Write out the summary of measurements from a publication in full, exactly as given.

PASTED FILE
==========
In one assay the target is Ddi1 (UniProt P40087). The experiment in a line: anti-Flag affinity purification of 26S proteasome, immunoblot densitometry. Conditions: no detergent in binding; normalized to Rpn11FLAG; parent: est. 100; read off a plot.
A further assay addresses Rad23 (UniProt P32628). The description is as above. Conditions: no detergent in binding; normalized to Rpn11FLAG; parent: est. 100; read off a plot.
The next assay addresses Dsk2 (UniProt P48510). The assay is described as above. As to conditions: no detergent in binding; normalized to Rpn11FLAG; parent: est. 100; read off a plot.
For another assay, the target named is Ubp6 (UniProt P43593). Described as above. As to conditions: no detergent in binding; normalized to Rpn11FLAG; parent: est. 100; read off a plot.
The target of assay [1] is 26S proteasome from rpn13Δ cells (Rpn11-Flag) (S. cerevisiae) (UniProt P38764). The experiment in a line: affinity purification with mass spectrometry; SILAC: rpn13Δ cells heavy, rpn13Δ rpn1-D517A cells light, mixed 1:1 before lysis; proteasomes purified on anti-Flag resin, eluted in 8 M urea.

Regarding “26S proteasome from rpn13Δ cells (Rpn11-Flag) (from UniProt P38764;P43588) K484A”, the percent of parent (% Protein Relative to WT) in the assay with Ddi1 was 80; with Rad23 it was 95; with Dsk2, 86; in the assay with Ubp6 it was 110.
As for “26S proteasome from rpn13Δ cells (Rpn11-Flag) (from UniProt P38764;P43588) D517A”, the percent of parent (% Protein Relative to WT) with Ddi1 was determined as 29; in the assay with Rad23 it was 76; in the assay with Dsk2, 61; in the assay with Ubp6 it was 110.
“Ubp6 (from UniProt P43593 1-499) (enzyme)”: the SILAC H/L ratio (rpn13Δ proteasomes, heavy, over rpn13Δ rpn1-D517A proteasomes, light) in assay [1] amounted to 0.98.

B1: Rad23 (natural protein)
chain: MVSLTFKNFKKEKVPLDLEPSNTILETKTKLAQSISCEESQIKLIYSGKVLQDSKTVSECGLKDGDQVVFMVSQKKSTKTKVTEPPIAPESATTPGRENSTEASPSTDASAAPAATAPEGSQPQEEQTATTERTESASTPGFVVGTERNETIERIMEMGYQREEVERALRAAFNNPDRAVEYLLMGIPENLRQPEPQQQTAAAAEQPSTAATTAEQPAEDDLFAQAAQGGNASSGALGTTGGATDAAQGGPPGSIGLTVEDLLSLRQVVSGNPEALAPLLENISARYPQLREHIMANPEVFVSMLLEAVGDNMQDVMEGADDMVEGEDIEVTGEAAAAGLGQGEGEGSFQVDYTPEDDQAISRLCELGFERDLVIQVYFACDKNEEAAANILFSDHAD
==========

In one assay the target is Ddi1 (UniProt P40087). The experiment in a line: anti-Flag affinity purification of 26S proteasome, immunoblot densitometry. Conditions: no detergent in binding; normalized to Rpn11FLAG; parent: est. 100; read off a plot.
A further assay addresses Rad23 (UniProt P32628). The description is as above. Conditions: no detergent in binding; normalized to Rpn11FLAG; parent: est. 100; read off a plot.
The next assay addresses Dsk2 (UniProt P48510). The assay is described as above. As to conditions: no detergent in binding; normalized to Rpn11FLAG; parent: est. 100; read off a plot.
For another assay, the target named is Ubp6 (UniProt P43593). Described as above. As to conditions: no detergent in binding; normalized to Rpn11FLAG; parent: est. 100; read off a plot.
The target of assay [1] is 26S proteasome from rpn13Δ cells (Rpn11-Flag) (S. cerevisiae) (UniProt P38764). The experiment in a line: affinity purification with mass spectrometry; SILAC: rpn13Δ cells heavy, rpn13Δ rpn1-D517A cells light, mixed 1:1 before lysis; proteasomes purified on anti-Flag resin, eluted in 8 M urea.

Regarding “26S proteasome from rpn13Δ cells (Rpn11-Flag) (from UniProt P38764;P43588) K484A”, the percent of parent (% Protein Relative to WT) in the assay with Ddi1 was 80; with Rad23 it was 95; with Dsk2, 86; in the assay with Ubp6 it was 110.
As for “26S proteasome from rpn13Δ cells (Rpn11-Flag) (from UniProt P38764;P43588) D517A”, the percent of parent (% Protein Relative to WT) with Ddi1 was determined as 29; in the assay with Rad23 it was 76; in the assay with Dsk2, 61; in the assay with Ubp6 it was 110.
“Ubp6 (from UniProt P43593 1-499) (enzyme)”: the SILAC H/L ratio (rpn13Δ proteasomes, heavy, over rpn13Δ rpn1-D517A proteasomes, light) in assay [1] amounted to 0.98.

B1: Rad23 (natural protein)
chain: MVSLTFKNFKKEKVPLDLEPSNTILETKTKLAQSISCEESQIKLIYSGKVLQDSKTVSECGLKDGDQVVFMVSQKKSTKTKVTEPPIAPESATTPGRENSTEASPSTDASAAPAATAPEGSQPQEEQTATTERTESASTPGFVVGTERNETIERIMEMGYQREEVERALRAAFNNPDRAVEYLLMGIPENLRQPEPQQQTAAAAEQPSTAATTAEQPAEDDLFAQAAQGGNASSGALGTTGGATDAAQGGPPGSIGLTVEDLLSLRQVVSGNPEALAPLLENISARYPQLREHIMANPEVFVSMLLEAVGDNMQDVMEGADDMVEGEDIEVTGEAAAAGLGQGEGEGSFQVDYTPEDDQAISRLCELGFERDLVIQVYFACDKNEEAAANILFSDHAD